Good Theory Books

Discussions of new films, books, television shows, and media indirectly related to magic and magicians. For example, there may be a book on mnemonics or theatrical technique we should know or at least know about.

Postby Guest » 04/13/06 10:06 AM

I wondered what others consider the best books or writings related to magic theory. I have most of the good theory books by writers specifically geared toward magic. Ive also picked up some acting books and the Zen of the Monologue and Stand Up Comedy books by Jay Sankey. I have gained some great advice from these titles and wondered if anybody else had some favorites. Thanks.
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Postby Steve Bryant » 04/13/06 10:12 AM

Eugene Burger's books are wonderful.
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Postby Guest » 04/13/06 11:05 AM

Less well known than the works of Maskelyne and Devant, Sharpe, Fitzkee, Nelms, Burger, Wonder and Neale, but one I found very insightful and thought provoking is THE SECRET ART OF MAGIC by Eric Evans and Nowlin Craver. A very unusual approach.
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Postby Guest » 04/13/06 11:24 AM

Tamariz' "The Magic Way" should be on any list of books on theory.
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Postby Guest » 04/13/06 11:50 AM

I would like the Tamariz book someday but haven't been so lucky. What about other books not specifically written for magicians that others have gotten some knowledge from, acting, comedy, etc? Thanks.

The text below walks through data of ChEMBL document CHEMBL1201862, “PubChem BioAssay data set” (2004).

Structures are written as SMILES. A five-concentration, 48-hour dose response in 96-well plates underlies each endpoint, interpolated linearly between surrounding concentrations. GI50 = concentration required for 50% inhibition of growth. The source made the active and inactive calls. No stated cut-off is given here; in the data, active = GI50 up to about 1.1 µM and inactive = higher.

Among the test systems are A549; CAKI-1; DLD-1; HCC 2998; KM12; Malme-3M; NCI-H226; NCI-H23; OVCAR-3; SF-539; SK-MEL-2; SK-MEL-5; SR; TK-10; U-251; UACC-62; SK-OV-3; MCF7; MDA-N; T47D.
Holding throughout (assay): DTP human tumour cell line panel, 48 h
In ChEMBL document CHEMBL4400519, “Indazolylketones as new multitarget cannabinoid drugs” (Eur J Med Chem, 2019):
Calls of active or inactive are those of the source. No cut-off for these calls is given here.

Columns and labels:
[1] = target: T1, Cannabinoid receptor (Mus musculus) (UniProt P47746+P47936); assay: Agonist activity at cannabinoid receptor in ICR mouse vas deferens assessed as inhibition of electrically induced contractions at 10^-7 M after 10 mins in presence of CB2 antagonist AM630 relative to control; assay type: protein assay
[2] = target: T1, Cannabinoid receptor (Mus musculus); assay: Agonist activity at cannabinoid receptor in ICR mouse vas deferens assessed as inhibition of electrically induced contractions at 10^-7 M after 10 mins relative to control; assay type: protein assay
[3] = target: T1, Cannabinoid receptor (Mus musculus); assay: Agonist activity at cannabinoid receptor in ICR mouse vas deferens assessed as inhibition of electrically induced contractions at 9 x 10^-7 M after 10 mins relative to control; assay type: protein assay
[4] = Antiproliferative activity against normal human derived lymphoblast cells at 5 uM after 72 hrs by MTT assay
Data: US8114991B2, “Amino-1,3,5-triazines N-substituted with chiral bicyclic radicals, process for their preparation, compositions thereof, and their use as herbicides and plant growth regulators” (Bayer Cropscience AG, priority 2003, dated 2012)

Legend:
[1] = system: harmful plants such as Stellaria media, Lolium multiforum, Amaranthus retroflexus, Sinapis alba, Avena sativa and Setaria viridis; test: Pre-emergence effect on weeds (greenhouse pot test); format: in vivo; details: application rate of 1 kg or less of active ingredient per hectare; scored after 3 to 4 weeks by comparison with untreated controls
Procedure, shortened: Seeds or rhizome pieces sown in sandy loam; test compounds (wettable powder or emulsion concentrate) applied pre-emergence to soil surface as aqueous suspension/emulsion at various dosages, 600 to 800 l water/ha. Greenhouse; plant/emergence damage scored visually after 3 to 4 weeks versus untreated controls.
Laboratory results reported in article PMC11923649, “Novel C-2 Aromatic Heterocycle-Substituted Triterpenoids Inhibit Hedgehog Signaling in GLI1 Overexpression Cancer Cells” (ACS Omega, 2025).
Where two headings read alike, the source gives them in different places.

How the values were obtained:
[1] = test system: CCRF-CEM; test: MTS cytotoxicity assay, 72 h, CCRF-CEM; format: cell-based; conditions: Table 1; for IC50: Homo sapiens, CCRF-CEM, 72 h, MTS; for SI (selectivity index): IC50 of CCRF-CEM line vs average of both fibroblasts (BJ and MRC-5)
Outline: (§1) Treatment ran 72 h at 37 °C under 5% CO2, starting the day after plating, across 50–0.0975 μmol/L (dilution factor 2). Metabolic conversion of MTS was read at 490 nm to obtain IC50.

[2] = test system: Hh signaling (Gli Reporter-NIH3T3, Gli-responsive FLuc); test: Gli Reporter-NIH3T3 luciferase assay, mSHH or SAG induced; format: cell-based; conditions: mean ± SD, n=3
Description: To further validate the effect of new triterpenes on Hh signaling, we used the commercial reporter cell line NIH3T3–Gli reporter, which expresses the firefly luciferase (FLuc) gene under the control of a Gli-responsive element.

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Postby Steve Bryant » 04/13/06 12:29 PM

Judy Carter's Stand-up Comedy:The Book is a good one, along the lines of Sankey's Zen and the Art of Stand-up Comedy. Both (along with another by Judy on comedy writing that I haven't read) are available from Amazon.
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Postby Guest » 04/13/06 12:32 PM

Difficult subject to approach, as it starts with something of a leap of faith. A sort of divide between the world as we are told is real and the world as some wish it to be. Sort of stepping into "because" to become the cause of what happens.

Theory? I guess that comes after getting a handle on epistemology and dramatic studies.

Still perplexed about where to start about abstractions as so much comes from doing.

Would Ann Rice and Alan Moore count for how to manage classic stories, or Neil Gaiman for how to offer classic characters in context?

Do we need Milgram's work for eliciting compliance and complicity? Or Bandler's works to discuss how to respect and augment the subjective reality of others?
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Postby Guest » 04/13/06 12:36 PM

"Strong Magic" by Darwin Ortiz
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Postby Guest » 04/13/06 04:08 PM

Including those mentioned above:

  • Ken Weber's Maximum Entertainment - Director's Notes for Magicians and Mentalists
  • Derren Brown's - Absolute Magic
  • Vito Lupo and Rudy Coby 'Lecture notes'
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Postby Guest » 04/13/06 10:49 PM

"Everything is Funnier with Monkeys", Doc Dixon
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